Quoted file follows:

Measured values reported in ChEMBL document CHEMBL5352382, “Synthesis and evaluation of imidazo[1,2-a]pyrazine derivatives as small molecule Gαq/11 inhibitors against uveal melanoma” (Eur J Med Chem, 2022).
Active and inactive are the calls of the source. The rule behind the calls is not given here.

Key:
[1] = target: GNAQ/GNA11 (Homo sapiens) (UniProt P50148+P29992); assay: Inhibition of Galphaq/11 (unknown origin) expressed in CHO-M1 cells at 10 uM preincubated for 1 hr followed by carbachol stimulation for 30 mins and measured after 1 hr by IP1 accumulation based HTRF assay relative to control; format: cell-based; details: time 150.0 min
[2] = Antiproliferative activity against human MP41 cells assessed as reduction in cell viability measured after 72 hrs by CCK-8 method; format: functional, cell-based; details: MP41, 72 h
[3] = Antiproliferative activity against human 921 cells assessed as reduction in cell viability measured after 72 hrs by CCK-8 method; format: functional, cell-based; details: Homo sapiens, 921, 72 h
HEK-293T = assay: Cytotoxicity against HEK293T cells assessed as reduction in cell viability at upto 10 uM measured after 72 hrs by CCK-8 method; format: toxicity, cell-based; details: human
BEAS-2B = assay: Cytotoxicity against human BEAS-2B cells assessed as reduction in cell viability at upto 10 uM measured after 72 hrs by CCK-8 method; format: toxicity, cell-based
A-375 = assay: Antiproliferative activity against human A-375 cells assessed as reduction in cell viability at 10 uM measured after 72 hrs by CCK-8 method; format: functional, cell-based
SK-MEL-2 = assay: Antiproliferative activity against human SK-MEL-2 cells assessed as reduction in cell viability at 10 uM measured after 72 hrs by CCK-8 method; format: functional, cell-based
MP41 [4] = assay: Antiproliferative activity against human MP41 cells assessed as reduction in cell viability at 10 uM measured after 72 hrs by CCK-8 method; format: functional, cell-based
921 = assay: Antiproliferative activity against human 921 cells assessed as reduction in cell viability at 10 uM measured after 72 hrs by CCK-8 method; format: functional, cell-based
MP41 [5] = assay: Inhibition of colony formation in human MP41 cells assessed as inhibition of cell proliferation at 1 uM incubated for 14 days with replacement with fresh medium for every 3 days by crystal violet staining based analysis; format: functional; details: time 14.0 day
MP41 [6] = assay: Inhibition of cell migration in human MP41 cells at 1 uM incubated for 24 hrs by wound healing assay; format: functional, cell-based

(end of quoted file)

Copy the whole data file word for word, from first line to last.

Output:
Measured values reported in ChEMBL document CHEMBL5352382, “Synthesis and evaluation of imidazo[1,2-a]pyrazine derivatives as small molecule Gαq/11 inhibitors against uveal melanoma” (Eur J Med Chem, 2022).
Active and inactive are the calls of the source. The rule behind the calls is not given here.

Key:
[1] = target: GNAQ/GNA11 (Homo sapiens) (UniProt P50148+P29992); assay: Inhibition of Galphaq/11 (unknown origin) expressed in CHO-M1 cells at 10 uM preincubated for 1 hr followed by carbachol stimulation for 30 mins and measured after 1 hr by IP1 accumulation based HTRF assay relative to control; format: cell-based; details: time 150.0 min
[2] = Antiproliferative activity against human MP41 cells assessed as reduction in cell viability measured after 72 hrs by CCK-8 method; format: functional, cell-based; details: MP41, 72 h
[3] = Antiproliferative activity against human 921 cells assessed as reduction in cell viability measured after 72 hrs by CCK-8 method; format: functional, cell-based; details: Homo sapiens, 921, 72 h
HEK-293T = assay: Cytotoxicity against HEK293T cells assessed as reduction in cell viability at upto 10 uM measured after 72 hrs by CCK-8 method; format: toxicity, cell-based; details: human
BEAS-2B = assay: Cytotoxicity against human BEAS-2B cells assessed as reduction in cell viability at upto 10 uM measured after 72 hrs by CCK-8 method; format: toxicity, cell-based
A-375 = assay: Antiproliferative activity against human A-375 cells assessed as reduction in cell viability at 10 uM measured after 72 hrs by CCK-8 method; format: functional, cell-based
SK-MEL-2 = assay: Antiproliferative activity against human SK-MEL-2 cells assessed as reduction in cell viability at 10 uM measured after 72 hrs by CCK-8 method; format: functional, cell-based
MP41 [4] = assay: Antiproliferative activity against human MP41 cells assessed as reduction in cell viability at 10 uM measured after 72 hrs by CCK-8 method; format: functional, cell-based
921 = assay: Antiproliferative activity against human 921 cells assessed as reduction in cell viability at 10 uM measured after 72 hrs by CCK-8 method; format: functional, cell-based
MP41 [5] = assay: Inhibition of colony formation in human MP41 cells assessed as inhibition of cell proliferation at 1 uM incubated for 14 days with replacement with fresh medium for every 3 days by crystal violet staining based analysis; format: functional; details: time 14.0 day
MP41 [6] = assay: Inhibition of cell migration in human MP41 cells at 1 uM incubated for 24 hrs by wound healing assay; format: functional, cell-based